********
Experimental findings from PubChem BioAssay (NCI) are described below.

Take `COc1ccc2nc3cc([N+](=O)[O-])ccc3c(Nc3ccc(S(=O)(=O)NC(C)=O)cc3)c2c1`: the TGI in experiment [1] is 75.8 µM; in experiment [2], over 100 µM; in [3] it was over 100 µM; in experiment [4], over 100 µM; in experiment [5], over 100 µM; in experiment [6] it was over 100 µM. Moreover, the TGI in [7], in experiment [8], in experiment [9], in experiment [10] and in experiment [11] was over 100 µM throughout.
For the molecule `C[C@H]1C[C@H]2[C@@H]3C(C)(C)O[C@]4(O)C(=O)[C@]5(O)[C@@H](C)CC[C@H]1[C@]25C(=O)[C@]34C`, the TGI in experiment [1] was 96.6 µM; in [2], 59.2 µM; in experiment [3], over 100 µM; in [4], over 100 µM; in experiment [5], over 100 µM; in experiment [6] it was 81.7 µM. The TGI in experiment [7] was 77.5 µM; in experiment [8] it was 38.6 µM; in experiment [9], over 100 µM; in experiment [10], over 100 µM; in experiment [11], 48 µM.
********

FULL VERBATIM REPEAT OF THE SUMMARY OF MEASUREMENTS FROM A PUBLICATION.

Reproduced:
Experimental findings from PubChem BioAssay (NCI) are described below.

Take `COc1ccc2nc3cc([N+](=O)[O-])ccc3c(Nc3ccc(S(=O)(=O)NC(C)=O)cc3)c2c1`: the TGI in experiment [1] is 75.8 µM; in experiment [2], over 100 µM; in [3] it was over 100 µM; in experiment [4], over 100 µM; in experiment [5], over 100 µM; in experiment [6] it was over 100 µM. Moreover, the TGI in [7], in experiment [8], in experiment [9], in experiment [10] and in experiment [11] was over 100 µM throughout.
For the molecule `C[C@H]1C[C@H]2[C@@H]3C(C)(C)O[C@]4(O)C(=O)[C@]5(O)[C@@H](C)CC[C@H]1[C@]25C(=O)[C@]34C`, the TGI in experiment [1] was 96.6 µM; in [2], 59.2 µM; in experiment [3], over 100 µM; in [4], over 100 µM; in experiment [5], over 100 µM; in experiment [6] it was 81.7 µM. The TGI in experiment [7] was 77.5 µM; in experiment [8] it was 38.6 µM; in experiment [9], over 100 µM; in experiment [10], over 100 µM; in experiment [11], 48 µM.